The starting quarterbacks from last season's Super Bowl combined to throw a hand-wringing 14 interceptions through the first five weeks of 2006.
After throwing seven interceptions apiece in their first four games, the two Super Bowl quarterbacks finally played up to expectations.
Roethlisberger's early slump was more troublesome because of his touchdown drought, the Steelers' 1-3 start and his off-field issues.
He seemingly resolved those problems by throwing for 224 yards and two touchdowns in the first half as the Steelers cruised to a 31-0 halftime lead.
Hasselbeck had five touchdowns to go with his seven picks before yesterday. While the Seahawks have lost only once this season, that loss -- a 37-6 blowout against the Chicago Bears -- suggested Seattle might become the sixth straight Super Bowl loser to miss the playoffs the following season.
Not to worry, Seahawks fans. Throwing for 268 yards and three touchdowns, Hasselbeck dispatched Seattle's only serious NFC West threat.
Halftime leads meant little in Week 6. Of the eight 1 p.m. starts, five were won by teams that trailed at halftime.
The Giants beat the Atlanta Falcons at their own game, turning Tiki Barber (185 rushing yards) loose on the league's No. 2 rush defense for a 27-14 win. Barber's effort outshined Warrick Dunn's 146-yard performance that included a 90-yard TD run.
Down 14-3 after that long run early in the third quarter, the Giants scored the last 24 points. A pass rush that sacked the Falcons' Michael Vick seven times was the difference.
Brees rallies Saints
Brees helped the Saints to a 17-3 first-half lead. When the Eagles rebounded for a 24-17 lead in the second half, Brees hit Joe Horn for a tying 48-yard touchdown pass.
Then he directed a 16-play, 72-yard drive to the winning field goal, a 31-yarder from John Carney, that consumed the final 8:26 of the game.
Brees threw two interceptions, but also threw for three touchdowns and 275 yards. The resurgent Saints are the surprise story of the NFL, leading the NFC South at 5-1.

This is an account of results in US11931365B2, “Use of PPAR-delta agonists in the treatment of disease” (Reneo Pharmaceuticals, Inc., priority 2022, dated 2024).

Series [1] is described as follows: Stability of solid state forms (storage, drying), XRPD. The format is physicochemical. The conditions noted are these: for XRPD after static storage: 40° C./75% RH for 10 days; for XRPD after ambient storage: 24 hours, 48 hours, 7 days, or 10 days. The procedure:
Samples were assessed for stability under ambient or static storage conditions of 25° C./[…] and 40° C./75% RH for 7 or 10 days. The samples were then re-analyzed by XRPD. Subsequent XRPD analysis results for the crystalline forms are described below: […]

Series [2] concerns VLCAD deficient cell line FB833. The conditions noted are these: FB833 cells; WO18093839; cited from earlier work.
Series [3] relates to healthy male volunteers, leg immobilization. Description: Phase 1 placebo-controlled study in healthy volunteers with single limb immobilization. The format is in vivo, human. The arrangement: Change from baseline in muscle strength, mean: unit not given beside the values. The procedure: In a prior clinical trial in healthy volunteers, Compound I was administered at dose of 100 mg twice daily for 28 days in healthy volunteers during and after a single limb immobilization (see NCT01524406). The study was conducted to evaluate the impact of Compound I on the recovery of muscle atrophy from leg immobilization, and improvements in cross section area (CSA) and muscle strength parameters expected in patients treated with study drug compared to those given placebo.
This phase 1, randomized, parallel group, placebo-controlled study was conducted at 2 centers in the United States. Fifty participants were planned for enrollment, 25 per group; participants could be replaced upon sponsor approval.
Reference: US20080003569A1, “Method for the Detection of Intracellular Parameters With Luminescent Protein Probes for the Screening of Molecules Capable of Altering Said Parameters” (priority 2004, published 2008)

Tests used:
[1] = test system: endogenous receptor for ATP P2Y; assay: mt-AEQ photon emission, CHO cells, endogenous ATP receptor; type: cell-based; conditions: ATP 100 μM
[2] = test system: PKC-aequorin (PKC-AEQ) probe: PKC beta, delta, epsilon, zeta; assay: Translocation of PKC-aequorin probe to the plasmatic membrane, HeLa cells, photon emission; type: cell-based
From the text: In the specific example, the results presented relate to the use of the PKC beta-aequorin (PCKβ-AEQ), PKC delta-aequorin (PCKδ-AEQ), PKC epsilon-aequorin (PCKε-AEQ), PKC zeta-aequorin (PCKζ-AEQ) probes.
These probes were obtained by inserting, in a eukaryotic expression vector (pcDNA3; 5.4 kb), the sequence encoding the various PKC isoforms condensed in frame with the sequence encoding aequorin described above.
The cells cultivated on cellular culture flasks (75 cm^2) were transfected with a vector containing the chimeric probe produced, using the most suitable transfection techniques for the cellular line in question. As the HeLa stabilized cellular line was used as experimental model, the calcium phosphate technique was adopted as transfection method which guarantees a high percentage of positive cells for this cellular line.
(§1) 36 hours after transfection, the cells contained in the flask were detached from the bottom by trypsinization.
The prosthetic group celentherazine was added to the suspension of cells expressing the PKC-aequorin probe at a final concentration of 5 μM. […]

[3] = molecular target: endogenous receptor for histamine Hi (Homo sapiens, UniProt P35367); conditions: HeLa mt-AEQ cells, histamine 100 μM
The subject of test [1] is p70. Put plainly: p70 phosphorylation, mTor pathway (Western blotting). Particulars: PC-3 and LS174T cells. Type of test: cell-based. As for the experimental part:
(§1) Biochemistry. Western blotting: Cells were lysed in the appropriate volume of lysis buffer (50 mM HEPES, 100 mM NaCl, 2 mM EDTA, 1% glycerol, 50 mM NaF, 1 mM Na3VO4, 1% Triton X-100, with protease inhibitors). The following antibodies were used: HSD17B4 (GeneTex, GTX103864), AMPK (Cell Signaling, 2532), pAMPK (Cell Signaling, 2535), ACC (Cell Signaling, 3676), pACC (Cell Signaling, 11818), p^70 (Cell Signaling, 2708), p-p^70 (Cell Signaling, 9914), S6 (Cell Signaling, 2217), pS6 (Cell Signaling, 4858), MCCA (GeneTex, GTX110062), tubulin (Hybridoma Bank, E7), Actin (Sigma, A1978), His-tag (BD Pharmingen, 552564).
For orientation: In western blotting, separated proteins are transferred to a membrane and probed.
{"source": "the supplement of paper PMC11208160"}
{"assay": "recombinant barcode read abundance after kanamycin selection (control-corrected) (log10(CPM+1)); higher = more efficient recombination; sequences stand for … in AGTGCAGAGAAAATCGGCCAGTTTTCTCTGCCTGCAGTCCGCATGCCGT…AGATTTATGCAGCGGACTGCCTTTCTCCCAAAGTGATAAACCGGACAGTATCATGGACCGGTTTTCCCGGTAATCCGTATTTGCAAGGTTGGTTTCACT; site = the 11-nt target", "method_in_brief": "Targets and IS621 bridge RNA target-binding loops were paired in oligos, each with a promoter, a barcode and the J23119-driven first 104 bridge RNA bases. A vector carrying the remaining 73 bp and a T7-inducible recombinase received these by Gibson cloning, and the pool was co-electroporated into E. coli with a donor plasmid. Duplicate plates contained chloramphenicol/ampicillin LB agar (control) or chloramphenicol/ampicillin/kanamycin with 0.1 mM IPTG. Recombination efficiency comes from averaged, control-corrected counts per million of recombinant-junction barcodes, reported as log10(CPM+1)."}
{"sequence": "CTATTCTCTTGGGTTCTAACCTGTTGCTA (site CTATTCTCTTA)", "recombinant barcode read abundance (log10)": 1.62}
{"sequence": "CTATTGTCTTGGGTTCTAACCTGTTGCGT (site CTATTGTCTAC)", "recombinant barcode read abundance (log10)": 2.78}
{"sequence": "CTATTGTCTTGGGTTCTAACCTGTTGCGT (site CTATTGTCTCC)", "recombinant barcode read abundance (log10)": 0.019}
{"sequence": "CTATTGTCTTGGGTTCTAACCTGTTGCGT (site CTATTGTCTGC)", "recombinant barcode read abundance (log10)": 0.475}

They have a bye next week, then face the Ravens in New Orleans in Week 8.
S. Smith: playmaker
Terrell Owens had three touchdown catches in the Dallas Cowboys' 34-6 romp over the hapless Houston Texans -- will he shut up for a week now, maybe? -- but it's hard to imagine a better receiver in the NFL than Carolina's Steve Smith.
Smith torched the Ravens for eight catches worth 189 yards in the Panthers' 23-21 victory, and his 72-yard touchdown reception in the fourth quarter decided the issue.
Smith is the best playmaker in the league right now, and because of him, the Panthers are never out of any game.
Replay works for Bucs
Say what you will about instant replay, but it served its purpose in the Tampa Bay Buccaneers' 14-13 win over the Bengals.
When Bucs receiver Michael Clayton lost the ball upon hitting the ground in the end zone after taking a pass from Bruce Gradkowski, the play was ruled an incompletion. But the booth official ordered a replay, and it was determined that Clayton had broken the plane at the goal line first, and the touchdown sent the Bengals to their second straight loss.
It also ended a streak of eight straight wins against NFC opponents for Cincinnati.
NFC has upper hand
It's still early, but this is worth noting: The NFC holds a 13-8 advantage in interconference games so far, including a 4-2 edge in yesterday's games.
The AFC's only wins in Week 6 belonged to the Titans, who beat the Redskins, and the San Diego Chargers, who shredded the San Francisco 49ers, 48-19.